The incident reminded me of something I dealt with in high school — which now seems like ages ago. When I was a sophomore, I found myself and some of my friends on a credible “hit list” of another student. A teacher overheard him threaten to kill me specifically, and by name. When further investigated, a blog of his was found also threatening teachers and faculty, and a search of his locker was incriminating enough to send him to a juvenile detention center … and all of us to court. In hindsight, the “what could have been?” of the situation is a heck of a lot scarier than it was at the time. Back then, I was naive to how dangerous and volatile of a situation that could have been, and school violence wasn’t as prevalent, despite Columbine having been a couple of years earlier. The great irony of it all was that I always genuinely liked the student, and, through the process and the fallout, I felt bad for him, despite it all. He may have felt ostracized by a certain group or bullied by certain people, but I was surely not one of them, and, in fact, little did he know, I was being bullied, too. As life would have it, he ended up back at our school years later, and we became friendly acquaintances, and grew to realize that we actually had more in common than not, and were probably being bullied or ostracized by the very same people. I’ve thought of this individual fairly often since then, and am sure that he’s grown into a normal, well-adjusted young man — at least I hope so. But to think that being bullied or made to somehow feel “not enough” drove him to write and say those things, and that, had another week, or even day gone by, that the results could have been vastly different for all of us? It is chilling to even think about, and I’m grateful that the school did a decent job of crisis prevention and keeping all of our names out of the media.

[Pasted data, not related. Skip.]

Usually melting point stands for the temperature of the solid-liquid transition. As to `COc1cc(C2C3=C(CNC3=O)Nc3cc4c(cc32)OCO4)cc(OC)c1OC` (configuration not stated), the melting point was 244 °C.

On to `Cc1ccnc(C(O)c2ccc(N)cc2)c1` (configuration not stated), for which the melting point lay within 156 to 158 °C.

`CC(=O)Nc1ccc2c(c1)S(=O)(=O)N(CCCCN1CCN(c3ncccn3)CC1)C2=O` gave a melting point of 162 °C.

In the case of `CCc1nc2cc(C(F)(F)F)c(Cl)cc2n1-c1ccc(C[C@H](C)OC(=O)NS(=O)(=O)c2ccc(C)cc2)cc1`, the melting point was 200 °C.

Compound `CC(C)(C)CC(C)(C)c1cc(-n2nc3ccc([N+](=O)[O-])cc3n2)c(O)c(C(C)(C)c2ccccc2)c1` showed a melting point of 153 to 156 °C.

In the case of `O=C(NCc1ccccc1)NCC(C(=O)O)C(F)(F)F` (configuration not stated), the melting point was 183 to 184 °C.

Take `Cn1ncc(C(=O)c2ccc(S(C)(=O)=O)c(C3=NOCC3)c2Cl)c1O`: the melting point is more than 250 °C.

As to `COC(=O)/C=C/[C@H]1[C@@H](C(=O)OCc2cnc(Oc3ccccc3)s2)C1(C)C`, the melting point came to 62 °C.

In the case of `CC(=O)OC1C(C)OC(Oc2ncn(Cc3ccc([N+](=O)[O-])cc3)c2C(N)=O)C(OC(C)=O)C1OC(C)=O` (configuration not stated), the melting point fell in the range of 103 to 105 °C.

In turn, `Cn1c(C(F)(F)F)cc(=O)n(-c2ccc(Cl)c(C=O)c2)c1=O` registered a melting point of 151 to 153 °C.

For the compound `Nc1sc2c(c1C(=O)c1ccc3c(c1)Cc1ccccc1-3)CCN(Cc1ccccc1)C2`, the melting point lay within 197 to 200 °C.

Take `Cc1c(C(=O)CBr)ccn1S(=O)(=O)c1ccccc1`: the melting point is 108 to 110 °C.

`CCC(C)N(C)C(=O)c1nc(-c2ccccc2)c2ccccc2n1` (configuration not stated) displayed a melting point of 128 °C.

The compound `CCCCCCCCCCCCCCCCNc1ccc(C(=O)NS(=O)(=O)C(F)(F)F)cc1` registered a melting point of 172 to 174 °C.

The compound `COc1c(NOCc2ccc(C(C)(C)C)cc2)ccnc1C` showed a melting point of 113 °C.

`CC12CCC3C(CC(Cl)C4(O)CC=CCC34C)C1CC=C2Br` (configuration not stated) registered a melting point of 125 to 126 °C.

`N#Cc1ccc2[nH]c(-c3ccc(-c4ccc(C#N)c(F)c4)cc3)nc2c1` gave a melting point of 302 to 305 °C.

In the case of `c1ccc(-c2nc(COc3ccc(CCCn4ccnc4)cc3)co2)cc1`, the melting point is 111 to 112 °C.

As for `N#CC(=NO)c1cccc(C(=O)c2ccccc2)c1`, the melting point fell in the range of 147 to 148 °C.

I’m certainly not defending people who commit acts of violence. My husband and many of my friends are teachers, and I’m asking them all the time what kinds of protocols they have in place to prevent both bullying and school violence. And my heart breaks for all who are victims of either. But, my point is that, sadly, these kinds of kids (and adults) are not always “caught” in time. At some point, sometimes the bullied become the bullies: and often they become bullies who are yielding weapons and a vengeance. It’s sad, and it’s scary, and it’s time to rethink the conversation that we, as a nation, should be having about 1) bullying and 2) mental health.